There are three ways to do this and two of them involve kicking the ball between the uprights. The really good sides can do this and also place the ball over the line to give themselves a try for a goal. Stupid sides neglect the basics and think that the game is about running from anywhere. That is not rugby. It isn’t even rugby league.


However, before South African supporters get too excited, they might do well to temper their justified joy with the thought that as genuine world champions, they have suffered four defeats (admittedly three were away) this season so far. They will lose more if they don’t look to build on last night.

For balance, I will add that despite Australia having much to be happy about – and some of the tries off set piece in recent games have been pure joy to watch – they were well beaten three Tests in a row by New Zealand. They are developing depth by picking players of known capacity in the twilights of their careers, and it remains to be seen if they are willing to use their forwards – whom I think are at least potentially quite abrasive – as they need to against New Zealand or a side like England.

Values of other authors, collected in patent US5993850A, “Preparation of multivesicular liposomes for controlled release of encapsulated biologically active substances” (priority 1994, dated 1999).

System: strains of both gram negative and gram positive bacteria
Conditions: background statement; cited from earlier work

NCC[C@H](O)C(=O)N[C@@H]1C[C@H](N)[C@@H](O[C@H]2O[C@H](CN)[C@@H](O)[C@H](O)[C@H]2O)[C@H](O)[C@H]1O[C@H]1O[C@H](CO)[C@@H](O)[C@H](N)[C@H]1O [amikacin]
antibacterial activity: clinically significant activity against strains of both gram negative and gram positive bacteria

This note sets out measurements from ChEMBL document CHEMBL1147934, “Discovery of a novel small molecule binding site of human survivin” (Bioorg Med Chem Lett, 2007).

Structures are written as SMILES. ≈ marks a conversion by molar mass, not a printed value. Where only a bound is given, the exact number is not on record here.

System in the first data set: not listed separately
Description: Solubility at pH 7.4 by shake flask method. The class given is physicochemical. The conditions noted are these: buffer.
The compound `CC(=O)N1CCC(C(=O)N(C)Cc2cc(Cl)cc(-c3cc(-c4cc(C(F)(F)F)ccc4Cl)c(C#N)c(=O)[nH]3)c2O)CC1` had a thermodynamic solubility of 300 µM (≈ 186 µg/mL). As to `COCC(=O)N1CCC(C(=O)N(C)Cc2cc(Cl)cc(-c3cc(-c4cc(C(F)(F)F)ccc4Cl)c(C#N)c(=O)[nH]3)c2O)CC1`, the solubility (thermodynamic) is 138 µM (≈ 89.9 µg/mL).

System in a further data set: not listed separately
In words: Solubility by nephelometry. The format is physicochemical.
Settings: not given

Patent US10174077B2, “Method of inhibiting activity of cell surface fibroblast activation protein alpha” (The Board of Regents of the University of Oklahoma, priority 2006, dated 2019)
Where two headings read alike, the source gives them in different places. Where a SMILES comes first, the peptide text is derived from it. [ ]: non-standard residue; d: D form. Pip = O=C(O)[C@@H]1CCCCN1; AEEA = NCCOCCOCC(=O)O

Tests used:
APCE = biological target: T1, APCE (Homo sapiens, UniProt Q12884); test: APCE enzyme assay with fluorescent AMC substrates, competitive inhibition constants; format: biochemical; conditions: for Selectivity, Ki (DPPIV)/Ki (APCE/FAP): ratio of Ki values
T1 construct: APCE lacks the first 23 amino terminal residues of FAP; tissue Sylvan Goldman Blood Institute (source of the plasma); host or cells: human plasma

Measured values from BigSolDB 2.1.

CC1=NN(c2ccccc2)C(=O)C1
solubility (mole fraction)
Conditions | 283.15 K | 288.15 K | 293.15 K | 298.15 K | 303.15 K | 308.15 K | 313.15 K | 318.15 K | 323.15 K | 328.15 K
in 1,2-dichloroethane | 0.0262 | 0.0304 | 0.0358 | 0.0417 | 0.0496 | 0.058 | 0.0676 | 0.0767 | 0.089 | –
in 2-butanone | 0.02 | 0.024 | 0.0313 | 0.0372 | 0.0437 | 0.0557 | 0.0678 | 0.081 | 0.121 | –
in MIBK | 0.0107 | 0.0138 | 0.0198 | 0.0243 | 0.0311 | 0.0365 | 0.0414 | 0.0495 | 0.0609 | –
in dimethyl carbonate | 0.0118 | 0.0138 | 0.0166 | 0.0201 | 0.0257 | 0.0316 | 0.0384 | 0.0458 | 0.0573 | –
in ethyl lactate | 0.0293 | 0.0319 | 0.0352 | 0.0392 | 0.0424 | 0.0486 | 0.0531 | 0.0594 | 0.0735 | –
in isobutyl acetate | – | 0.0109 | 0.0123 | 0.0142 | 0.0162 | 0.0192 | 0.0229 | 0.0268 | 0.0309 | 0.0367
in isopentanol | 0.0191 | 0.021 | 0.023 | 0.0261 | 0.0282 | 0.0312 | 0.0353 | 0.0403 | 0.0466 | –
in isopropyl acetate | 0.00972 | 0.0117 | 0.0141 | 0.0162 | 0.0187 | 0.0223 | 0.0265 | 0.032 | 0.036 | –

What I think doesn’t need tempering is the pleasure of watching some of the high-quality rugby of varying styles we have been treated to over the last few months thanks to some sides being willing to make enormous sacrifices to play a lot of games away from home.

Argentina have been treated like Cinderella (again), but my observation is that they are not far off being potential semi-finalists at the next World Cup; they will certainly be familiar with playing away from home.

My thanks to all the players, referees, support staff and coaches who have given me so much entertainment and even reasons to tear my hair, gnash my teeth and rend my garments at time; there is no game like this for combining physicality, aggression, technical skills and intelligence, and joy and frustration.